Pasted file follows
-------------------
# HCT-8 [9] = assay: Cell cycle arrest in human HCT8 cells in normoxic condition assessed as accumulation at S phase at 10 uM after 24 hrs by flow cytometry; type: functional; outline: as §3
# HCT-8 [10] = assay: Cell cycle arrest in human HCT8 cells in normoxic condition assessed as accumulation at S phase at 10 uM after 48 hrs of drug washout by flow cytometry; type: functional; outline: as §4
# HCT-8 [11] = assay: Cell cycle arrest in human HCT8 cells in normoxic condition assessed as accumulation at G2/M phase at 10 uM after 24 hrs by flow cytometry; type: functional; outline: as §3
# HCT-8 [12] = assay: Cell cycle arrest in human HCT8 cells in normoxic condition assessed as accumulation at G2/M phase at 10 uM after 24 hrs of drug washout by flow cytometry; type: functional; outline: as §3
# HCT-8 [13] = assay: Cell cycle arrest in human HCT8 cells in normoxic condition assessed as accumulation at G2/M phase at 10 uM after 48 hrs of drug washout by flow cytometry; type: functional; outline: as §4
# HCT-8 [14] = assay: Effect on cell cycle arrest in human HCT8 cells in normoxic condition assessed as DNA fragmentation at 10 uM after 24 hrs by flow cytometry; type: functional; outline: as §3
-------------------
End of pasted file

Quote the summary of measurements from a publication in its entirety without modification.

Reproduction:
# HCT-8 [9] = assay: Cell cycle arrest in human HCT8 cells in normoxic condition assessed as accumulation at S phase at 10 uM after 24 hrs by flow cytometry; type: functional; outline: as §3
# HCT-8 [10] = assay: Cell cycle arrest in human HCT8 cells in normoxic condition assessed as accumulation at S phase at 10 uM after 48 hrs of drug washout by flow cytometry; type: functional; outline: as §4
# HCT-8 [11] = assay: Cell cycle arrest in human HCT8 cells in normoxic condition assessed as accumulation at G2/M phase at 10 uM after 24 hrs by flow cytometry; type: functional; outline: as §3
# HCT-8 [12] = assay: Cell cycle arrest in human HCT8 cells in normoxic condition assessed as accumulation at G2/M phase at 10 uM after 24 hrs of drug washout by flow cytometry; type: functional; outline: as §3
# HCT-8 [13] = assay: Cell cycle arrest in human HCT8 cells in normoxic condition assessed as accumulation at G2/M phase at 10 uM after 48 hrs of drug washout by flow cytometry; type: functional; outline: as §4
# HCT-8 [14] = assay: Effect on cell cycle arrest in human HCT8 cells in normoxic condition assessed as DNA fragmentation at 10 uM after 24 hrs by flow cytometry; type: functional; outline: as §3